In his defense, Johnson acknowledged that US withdrawal from Afghanistan had forced Britain’s hand, but insisted it was an “illusion” to think other allies wanted to keep the peace, and even suggested the UK might be willing to recognize the Taliban.

“The West could not continue this US-led mission—a mission conceived and executed in support and defence of America—without American logistics, without US airpower and without American might,” he also cast the blame on Washington.

In fierce speech Zarah Sultana highlighted the human losses in the 20-year war. She said it “was a mistake of catastrophic proportions, causing untold human tragedy, with 240,000 people killed—men, women and children—including tens of thousands of innocent Afghan civilians and 457 British personnel. This House must never again send British service personnel to die in futile wars.”

Quoting from an earlier article by Johnson on democratising Afghanistan, “We are in Afghanistan to teach them the value of democracy,” the MP for Coventry South said, “Today, after 20 years of bloodshed, it is incumbent on us to learn that democracy cannot be bombed into existence.”

In a parallel debate in the House of Lords, former defence chiefs who led British troops in the Middle East were also among those to speak out, while there were warnings that the West’s withdrawal would embolden Russia and China to move into the vacuum left in Afghanistan.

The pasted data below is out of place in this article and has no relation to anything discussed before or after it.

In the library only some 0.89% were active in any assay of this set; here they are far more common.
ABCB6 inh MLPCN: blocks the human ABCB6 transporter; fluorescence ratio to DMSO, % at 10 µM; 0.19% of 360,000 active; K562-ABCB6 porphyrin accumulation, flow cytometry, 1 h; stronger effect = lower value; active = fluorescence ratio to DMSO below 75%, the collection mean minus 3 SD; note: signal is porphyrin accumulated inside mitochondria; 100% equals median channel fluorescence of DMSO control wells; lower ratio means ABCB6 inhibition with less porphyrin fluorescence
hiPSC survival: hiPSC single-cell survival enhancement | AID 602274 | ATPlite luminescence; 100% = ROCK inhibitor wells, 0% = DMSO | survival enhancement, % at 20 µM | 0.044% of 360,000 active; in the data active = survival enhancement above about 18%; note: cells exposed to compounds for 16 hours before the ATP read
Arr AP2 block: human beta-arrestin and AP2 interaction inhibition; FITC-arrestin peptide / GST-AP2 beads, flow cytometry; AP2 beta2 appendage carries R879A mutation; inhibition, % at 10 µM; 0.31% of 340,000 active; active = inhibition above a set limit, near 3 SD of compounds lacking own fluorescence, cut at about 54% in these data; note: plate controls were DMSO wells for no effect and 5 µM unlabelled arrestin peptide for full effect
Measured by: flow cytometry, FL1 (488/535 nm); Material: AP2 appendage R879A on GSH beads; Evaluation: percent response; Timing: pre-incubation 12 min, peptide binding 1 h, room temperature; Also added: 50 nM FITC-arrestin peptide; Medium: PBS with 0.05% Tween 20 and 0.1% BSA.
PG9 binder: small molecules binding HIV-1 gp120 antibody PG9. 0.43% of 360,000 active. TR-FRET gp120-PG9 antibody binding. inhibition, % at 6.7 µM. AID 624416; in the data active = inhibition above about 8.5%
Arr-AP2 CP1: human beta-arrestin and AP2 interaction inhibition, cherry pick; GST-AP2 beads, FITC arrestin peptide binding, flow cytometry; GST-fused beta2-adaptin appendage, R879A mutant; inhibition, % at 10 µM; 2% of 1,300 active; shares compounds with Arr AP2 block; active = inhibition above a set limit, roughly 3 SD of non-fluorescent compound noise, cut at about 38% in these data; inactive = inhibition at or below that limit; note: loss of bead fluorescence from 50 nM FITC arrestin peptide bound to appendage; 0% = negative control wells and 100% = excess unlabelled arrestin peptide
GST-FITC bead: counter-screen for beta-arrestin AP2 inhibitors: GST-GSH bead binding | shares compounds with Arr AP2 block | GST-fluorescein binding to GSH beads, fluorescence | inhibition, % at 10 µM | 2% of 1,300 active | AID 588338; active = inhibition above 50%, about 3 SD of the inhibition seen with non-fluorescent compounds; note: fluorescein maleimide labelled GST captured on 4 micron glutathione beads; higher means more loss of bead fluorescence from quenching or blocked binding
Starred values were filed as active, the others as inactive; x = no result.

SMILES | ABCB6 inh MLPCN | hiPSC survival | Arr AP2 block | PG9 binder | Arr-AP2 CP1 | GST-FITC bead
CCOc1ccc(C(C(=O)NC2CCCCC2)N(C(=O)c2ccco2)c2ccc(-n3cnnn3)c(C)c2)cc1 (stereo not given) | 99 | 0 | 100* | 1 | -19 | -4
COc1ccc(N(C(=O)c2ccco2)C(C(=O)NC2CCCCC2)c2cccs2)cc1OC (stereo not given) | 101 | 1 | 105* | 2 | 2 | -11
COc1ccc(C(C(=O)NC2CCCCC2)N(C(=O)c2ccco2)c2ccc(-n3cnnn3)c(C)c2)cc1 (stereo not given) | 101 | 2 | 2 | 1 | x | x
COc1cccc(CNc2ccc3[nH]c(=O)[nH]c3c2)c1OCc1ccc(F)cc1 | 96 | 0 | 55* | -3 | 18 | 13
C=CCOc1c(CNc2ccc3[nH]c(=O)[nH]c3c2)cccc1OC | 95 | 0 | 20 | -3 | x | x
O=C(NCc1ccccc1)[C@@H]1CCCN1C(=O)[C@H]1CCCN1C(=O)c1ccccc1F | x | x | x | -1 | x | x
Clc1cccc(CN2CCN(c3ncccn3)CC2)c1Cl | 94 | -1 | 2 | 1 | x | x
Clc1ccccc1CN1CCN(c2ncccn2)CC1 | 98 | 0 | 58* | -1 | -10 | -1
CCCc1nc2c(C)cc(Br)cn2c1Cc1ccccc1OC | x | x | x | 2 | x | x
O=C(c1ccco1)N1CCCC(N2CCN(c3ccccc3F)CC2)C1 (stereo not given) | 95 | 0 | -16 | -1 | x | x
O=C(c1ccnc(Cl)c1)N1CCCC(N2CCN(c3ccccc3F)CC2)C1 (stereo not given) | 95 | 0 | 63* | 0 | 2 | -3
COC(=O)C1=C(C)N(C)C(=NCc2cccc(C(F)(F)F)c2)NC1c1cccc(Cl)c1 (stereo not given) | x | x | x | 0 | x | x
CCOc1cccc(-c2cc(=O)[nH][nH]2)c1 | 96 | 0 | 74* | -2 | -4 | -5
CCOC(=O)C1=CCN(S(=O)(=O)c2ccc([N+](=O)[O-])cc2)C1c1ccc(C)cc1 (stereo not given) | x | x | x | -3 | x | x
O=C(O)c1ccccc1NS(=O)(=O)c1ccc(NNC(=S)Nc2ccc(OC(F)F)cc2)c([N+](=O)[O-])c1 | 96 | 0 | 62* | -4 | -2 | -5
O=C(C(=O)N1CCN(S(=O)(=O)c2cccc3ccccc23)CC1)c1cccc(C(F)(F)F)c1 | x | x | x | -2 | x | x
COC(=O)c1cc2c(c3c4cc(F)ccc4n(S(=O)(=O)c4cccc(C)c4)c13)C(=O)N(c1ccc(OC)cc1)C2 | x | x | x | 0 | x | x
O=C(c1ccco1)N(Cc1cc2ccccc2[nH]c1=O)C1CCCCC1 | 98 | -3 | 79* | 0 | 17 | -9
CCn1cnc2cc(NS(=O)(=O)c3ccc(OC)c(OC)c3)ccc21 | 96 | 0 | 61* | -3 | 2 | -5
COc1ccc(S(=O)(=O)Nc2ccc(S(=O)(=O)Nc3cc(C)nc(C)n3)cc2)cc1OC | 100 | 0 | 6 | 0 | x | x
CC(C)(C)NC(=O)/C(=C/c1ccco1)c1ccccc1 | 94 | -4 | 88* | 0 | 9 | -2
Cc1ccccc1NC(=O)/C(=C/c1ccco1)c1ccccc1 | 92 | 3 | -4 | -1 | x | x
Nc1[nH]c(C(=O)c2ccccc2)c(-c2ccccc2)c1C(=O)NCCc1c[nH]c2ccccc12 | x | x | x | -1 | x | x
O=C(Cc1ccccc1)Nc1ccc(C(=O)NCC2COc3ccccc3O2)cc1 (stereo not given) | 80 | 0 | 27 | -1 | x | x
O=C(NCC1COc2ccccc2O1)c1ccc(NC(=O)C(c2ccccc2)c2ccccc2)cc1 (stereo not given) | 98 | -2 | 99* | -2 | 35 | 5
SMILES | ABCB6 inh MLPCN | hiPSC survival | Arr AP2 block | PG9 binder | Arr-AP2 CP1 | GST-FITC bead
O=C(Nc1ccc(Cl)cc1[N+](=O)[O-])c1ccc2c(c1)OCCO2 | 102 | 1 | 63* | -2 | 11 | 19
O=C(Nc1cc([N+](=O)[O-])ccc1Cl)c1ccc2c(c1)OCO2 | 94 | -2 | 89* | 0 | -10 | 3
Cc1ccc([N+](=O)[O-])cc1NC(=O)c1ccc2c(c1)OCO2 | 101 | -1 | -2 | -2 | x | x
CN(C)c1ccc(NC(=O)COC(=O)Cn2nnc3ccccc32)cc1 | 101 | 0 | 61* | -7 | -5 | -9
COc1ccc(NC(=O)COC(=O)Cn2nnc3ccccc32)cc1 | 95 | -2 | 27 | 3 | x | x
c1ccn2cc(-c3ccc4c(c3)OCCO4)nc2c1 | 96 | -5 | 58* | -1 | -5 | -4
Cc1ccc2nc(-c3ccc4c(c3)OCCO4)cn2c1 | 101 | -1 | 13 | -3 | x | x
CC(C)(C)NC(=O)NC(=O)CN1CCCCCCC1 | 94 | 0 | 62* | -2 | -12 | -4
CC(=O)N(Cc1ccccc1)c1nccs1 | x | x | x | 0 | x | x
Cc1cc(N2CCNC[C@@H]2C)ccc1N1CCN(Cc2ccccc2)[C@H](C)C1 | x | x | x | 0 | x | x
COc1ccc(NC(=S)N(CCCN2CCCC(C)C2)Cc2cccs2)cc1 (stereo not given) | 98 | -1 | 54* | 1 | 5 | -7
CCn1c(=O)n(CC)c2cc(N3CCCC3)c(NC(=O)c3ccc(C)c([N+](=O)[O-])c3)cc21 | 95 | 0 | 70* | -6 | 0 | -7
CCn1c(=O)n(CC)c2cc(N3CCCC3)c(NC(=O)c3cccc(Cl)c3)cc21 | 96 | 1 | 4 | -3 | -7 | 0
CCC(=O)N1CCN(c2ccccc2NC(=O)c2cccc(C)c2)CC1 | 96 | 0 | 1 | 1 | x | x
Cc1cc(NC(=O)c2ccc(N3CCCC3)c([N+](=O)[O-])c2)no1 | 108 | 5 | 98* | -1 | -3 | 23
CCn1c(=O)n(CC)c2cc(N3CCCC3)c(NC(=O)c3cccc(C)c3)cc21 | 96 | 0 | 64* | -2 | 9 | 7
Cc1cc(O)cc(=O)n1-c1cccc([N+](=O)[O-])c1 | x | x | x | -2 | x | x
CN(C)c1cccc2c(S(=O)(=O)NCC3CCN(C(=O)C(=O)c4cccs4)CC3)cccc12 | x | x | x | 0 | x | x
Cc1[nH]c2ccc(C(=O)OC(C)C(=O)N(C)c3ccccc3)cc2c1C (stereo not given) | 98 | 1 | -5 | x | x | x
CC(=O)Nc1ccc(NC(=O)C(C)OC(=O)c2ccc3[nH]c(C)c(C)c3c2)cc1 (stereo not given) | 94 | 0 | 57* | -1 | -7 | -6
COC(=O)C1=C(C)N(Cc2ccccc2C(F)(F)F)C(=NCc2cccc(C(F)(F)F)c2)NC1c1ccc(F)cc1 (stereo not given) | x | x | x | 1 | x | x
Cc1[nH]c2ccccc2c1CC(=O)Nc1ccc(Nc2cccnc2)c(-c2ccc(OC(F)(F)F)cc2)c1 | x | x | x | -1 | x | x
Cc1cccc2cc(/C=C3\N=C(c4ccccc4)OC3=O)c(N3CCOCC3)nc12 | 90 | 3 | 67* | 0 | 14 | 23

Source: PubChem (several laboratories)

Regarding Biden, the former head of the British army, Lord Dannatt, said that “at a stroke, he has undermined the patient and painstaking work of the last five, 10, 15 years to build up governance in Afghanistan, develop its economy, transform its civil society and build up its security forces.”

“I strongly believe that the whole campaign in Afghanistan should be the subject of a public inquiry, to be convened in the coming months,” Dannatt said, suggesting that it should not be drawn out but its scope should include the reasons that took the UK into Afghanistan in 2001, the debate around nation-building, the effect of the 2003 Iraq war, relations with allies and decisions about withdrawing.)

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Over 120 people attended a landmark conference on the media reporting of Islam and Muslims. It was held jointly by The Muslim News and Society of Editors in London on September 15.

The Muslim News Awards for Excellence 2015 was held on March in London to acknowledge British Muslim and non-Muslim contributions to the society.

The Muslim News Awards for Excellence 2015 was held on March in London to acknowledge British Muslim and non-Muslim contributions to the society.

The Muslim News Awards for Excellence event is to acknowledge British Muslim and non-Muslim contributions to society. Over 850 people from diverse background, Muslim and non-Muslim, attended the gala dinner.